6. not denying it would be helpful. it would most definitely be helpful. What is in question is whether it should be necessary. Haven gone thru school with a relatively blank slate, I can say that it wasnt an issue for me to grasp concepts than people who were more experienced. In fact, the 5 smartest students in my class were all like me, with low HCE / High GPA. As for getting ready to practice in that timeframe, its definitely a challenge, as is PA school, but certainly should be seen as an impossible feat. Several schools with thousands of students have gone thru PA school with zero contributary HCE and passed the PANCE and are now practicing as competent providers.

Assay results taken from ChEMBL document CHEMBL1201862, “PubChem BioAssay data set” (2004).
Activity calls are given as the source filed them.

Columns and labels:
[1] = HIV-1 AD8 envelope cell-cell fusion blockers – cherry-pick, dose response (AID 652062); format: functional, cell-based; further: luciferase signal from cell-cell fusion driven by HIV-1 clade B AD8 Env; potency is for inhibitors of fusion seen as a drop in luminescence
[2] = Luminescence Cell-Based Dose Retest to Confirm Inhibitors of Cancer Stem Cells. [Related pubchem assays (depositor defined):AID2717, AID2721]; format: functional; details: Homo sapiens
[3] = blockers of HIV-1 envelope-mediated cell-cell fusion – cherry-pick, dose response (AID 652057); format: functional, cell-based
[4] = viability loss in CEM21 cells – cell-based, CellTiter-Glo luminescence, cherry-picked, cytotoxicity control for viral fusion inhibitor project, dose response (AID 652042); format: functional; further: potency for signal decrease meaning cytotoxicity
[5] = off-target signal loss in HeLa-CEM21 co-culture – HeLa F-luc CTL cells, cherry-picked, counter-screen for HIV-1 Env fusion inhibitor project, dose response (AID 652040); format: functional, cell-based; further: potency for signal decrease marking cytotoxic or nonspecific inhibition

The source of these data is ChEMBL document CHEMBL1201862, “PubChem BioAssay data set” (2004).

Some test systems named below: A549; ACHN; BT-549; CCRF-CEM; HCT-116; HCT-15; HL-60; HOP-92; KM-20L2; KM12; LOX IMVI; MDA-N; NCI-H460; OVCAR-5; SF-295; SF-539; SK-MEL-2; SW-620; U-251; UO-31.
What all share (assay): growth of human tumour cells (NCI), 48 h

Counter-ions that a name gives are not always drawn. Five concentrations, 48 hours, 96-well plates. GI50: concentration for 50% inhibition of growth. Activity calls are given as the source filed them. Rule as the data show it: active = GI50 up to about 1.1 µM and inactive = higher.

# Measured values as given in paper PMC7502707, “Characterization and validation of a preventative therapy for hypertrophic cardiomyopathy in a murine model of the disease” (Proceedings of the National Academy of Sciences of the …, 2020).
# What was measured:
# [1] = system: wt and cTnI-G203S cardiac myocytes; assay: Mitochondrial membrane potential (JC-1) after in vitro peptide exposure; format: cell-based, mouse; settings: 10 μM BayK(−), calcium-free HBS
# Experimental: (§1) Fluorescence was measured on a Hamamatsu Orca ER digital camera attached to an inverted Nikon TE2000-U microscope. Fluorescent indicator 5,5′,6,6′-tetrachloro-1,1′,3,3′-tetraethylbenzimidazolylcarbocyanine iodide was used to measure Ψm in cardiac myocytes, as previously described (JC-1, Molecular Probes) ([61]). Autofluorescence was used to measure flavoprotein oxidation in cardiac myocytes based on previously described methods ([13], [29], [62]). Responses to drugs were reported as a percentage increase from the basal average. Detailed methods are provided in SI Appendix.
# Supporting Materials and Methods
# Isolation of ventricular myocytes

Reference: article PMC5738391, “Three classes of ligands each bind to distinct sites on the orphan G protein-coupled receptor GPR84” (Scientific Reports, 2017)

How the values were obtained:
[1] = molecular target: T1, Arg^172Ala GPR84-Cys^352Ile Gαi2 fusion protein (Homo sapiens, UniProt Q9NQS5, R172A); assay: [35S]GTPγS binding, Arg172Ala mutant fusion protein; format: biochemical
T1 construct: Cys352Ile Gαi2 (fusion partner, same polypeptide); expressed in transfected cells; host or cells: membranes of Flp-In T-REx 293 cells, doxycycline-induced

7. what exactly about this HCE experience do you think validates people into a new category of being a better provider? Ive encountered many students, some with extensive prior experience and many with very little (or none) and I cant say there has been a vast difference between the two. Same goes for people in my class, I cant say I would look at my experienced classmates any different. Their experience is helpful in the field they were in, but I cant speak to any broad advantage they have that makes them better providers. Several other professions have competent professionals with similar applicant pools without focusing so strongly on HCE (pharmacy, dental, PT, optometry, nursing even) but for whatever arbitrary reason, PA students without HCE are looked down upon. I get alot of it had to do with the history of how PAs came to be, but IMO programs are adapting to the new applicant pool adequately. I think the experience from rotations is key in shaping a provider, in a structured setting with broad knowledge, but specific knowledge sets(RRT,paramedic) alter the generalized knowledge little by the end of the program.